Middle Ear Infection (Adult)
You have an infection of the middle ear, the space behind the eardrum. This is also called acute otitis media (AOM). Sometimes it's caused by the common cold. This is because congestion can block the internal passage (eustachian tube) that drains fluid from the middle ear. When the middle ear fills with fluid, bacteria can grow there and cause an infection. Oral antibiotics are used to treat this illness, not ear drops. Symptoms usually start to improve within 1 to 2 days of treatment.
The following are general care guidelines:
Finish all of the antibiotic medicine given, even though you may feel better after the first few days.
You may use over-the-counter medicine, such as acetaminophen or ibuprofen, to control pain and fever, unless something else was prescribed. Talk with your healthcare provider before using these medicines if you have chronic liver or kidney disease. Also talk with your provider if you have had a stomach ulcer or digestive bleeding. Don't give aspirin to anyone under 18 years of age who has a fever. It may cause severe illness or death.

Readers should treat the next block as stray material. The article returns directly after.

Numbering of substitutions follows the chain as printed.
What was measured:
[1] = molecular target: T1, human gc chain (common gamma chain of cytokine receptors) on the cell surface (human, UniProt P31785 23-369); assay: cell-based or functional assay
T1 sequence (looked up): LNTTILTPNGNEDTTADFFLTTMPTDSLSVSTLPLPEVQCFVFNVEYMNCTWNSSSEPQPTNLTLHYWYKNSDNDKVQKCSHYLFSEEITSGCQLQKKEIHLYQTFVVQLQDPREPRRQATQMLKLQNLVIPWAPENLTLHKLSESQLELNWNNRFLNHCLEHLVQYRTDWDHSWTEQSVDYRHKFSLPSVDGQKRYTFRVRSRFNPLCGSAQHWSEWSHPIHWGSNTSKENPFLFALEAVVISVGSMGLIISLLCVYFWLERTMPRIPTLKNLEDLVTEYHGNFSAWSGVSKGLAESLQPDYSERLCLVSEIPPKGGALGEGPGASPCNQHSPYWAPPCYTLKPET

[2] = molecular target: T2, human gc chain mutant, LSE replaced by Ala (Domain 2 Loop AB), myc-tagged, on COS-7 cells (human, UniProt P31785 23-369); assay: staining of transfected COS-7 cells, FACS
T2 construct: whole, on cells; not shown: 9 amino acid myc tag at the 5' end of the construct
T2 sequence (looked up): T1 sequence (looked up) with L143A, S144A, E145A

Follow up with your healthcare provider in 2 weeks, or as advised, if all symptoms have not gotten better, or if hearing doesn't go back to normal within 1 month.
When to seek medical advice
Call your healthcare provider right away if any of these occur:
Ear pain gets worse or does not improve after 3 days of treatment
Unusual drowsiness or confusion
Neck pain, stiff neck, or headache
Fluid or blood draining from the ear canal
Fever of 100.4°F (38°C) or as advised
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